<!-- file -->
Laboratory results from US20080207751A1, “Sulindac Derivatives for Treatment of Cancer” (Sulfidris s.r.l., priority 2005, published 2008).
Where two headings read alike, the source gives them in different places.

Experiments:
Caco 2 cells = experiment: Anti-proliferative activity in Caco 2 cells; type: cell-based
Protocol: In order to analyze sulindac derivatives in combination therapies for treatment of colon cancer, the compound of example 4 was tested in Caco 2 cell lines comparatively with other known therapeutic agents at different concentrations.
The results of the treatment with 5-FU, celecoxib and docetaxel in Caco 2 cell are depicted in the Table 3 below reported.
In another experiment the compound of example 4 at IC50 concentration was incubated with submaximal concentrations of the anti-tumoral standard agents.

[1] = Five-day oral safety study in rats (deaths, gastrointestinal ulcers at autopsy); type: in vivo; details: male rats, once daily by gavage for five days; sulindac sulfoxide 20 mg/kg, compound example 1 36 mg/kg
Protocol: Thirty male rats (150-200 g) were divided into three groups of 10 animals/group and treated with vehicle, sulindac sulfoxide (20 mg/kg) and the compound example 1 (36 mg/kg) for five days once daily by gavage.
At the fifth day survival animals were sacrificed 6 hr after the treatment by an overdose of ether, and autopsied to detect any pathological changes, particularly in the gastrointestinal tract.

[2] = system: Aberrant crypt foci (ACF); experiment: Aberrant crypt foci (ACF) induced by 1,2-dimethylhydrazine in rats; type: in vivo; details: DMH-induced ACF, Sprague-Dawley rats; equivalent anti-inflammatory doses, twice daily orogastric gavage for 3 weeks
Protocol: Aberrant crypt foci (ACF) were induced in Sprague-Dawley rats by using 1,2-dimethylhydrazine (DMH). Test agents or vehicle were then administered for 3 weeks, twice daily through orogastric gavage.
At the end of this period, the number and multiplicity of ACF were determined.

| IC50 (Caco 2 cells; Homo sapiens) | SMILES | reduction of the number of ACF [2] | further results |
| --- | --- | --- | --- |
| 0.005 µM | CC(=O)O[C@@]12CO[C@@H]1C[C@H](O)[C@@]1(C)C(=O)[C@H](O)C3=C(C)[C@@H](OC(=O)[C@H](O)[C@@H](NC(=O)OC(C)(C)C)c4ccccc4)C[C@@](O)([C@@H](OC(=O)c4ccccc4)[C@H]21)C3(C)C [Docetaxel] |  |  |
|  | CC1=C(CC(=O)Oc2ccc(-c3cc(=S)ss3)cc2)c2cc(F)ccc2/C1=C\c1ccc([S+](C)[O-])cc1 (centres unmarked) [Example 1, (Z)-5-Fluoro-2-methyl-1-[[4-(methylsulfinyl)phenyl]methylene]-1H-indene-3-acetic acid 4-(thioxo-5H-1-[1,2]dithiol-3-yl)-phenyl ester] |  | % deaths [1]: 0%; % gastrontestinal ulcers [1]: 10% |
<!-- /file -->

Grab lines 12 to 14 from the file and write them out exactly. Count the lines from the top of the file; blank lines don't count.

Protocol: Aberrant crypt foci (ACF) were induced in Sprague-Dawley rats by using 1,2-dimethylhydrazine (DMH). Test agents or vehicle were then administered for 3 weeks, twice daily through orogastric gavage.
At the end of this period, the number and multiplicity of ACF were determined.

| IC50 (Caco 2 cells; Homo sapiens) | SMILES | reduction of the number of ACF [2] | further results |